Taking advantage of one more unusually warm day in the sixties, today I worked on the new south road I started three weeks ago in the wood lot. I want to make it one large loop going down the west side, across the south end of the place, and back up the east side. I doubt that I'll finish the whole thing this year, but maybe I can do the west part and make a turnaround at the south end. Today's work was cutting off branches that were in the way, some of them fairly large. The pieces will be part of next year's firewood. This new satellite view shows the established road in yellow and the new extension I've cleared so far in green. The weather.com forecast shows cooler weather during the coming week, so I'll get back to indoor projects. I want to have at least one Model T ready to go when warm weather returns.


Monday, February 22, 2016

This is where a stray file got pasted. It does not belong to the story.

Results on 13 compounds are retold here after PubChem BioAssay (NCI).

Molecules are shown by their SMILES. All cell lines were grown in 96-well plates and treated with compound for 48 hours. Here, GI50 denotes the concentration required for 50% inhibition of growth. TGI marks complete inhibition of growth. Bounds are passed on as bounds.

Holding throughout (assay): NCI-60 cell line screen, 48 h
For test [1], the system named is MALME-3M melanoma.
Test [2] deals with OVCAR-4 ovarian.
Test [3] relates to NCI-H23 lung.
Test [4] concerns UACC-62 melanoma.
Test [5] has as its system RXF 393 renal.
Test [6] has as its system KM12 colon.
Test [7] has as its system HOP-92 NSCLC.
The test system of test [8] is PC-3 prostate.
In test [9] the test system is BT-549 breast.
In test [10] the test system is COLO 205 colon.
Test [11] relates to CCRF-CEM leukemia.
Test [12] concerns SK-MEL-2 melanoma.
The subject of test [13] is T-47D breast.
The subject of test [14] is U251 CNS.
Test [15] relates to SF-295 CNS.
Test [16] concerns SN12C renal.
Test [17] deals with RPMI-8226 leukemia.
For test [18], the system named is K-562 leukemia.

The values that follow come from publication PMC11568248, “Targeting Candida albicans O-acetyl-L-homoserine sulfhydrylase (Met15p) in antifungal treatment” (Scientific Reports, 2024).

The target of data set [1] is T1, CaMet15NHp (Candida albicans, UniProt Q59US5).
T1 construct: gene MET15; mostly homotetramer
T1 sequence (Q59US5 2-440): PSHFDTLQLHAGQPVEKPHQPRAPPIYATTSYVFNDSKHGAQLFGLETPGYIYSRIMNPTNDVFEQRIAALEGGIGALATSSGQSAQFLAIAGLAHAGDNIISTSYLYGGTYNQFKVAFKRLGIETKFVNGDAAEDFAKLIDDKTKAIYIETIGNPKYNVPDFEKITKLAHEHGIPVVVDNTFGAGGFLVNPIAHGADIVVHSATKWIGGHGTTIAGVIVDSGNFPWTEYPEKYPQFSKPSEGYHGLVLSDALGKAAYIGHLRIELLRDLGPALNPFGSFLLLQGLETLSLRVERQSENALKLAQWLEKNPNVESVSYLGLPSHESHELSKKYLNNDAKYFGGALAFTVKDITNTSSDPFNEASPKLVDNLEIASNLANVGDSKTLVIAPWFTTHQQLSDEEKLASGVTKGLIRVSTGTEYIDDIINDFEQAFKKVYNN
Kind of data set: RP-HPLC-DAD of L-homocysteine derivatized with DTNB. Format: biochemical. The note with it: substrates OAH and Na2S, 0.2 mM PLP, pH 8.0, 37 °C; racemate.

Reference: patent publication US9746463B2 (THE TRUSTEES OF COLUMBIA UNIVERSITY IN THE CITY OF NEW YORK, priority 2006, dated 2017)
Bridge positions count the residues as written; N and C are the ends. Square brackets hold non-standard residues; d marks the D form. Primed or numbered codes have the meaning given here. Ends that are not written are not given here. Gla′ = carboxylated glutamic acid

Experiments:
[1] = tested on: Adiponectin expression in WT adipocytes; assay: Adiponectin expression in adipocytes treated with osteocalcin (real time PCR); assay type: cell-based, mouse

Today's main project was balancing a transmission drum. I've never used this method, so I did a junk drum for practice. It was surprisingly easy, and worked out very well, so next I'll do a good drum to use in the car.

Boiled in lye for an hour to remove any possible residual oil.

Fluxed and melted on body solder.


Ground away excess solder to balance.

Drum balanced.

Tuesday, February 23, 2016

After practicing on a junk drum yesterday, today I balanced the reverse drum that's going in my car. Here's the video.


Wednesday, February 24, 2016

Today I started to reassemble my transmission. I found .012" runout on the transmission shaft, so I had to stop and research what to do about that. I got some suggestions on the Model T forum, so I'll see if any of them work.


Thursday, February 25, 2016

It was Odds & Ends day. I did some more study on transmission repair procedures. Did some vacuuming in the shop. Put some things away. Figured out a place to store the static balancer and mandrels. Fixed a drop light that had quit working because of a broken wire. Removed the transmission shaft from the engine so I can work on it tomorrow. Scanned the roll of film I got developed this week. The film had sat unused several years and was way out of date before I started using it a year and a half ago, so I had to do a lot of color correcting on the pictures. Here are a couple of them.

Taking down a scaffold, October 2014.

Clearing pasture, last week.

Friday, February 26, 2016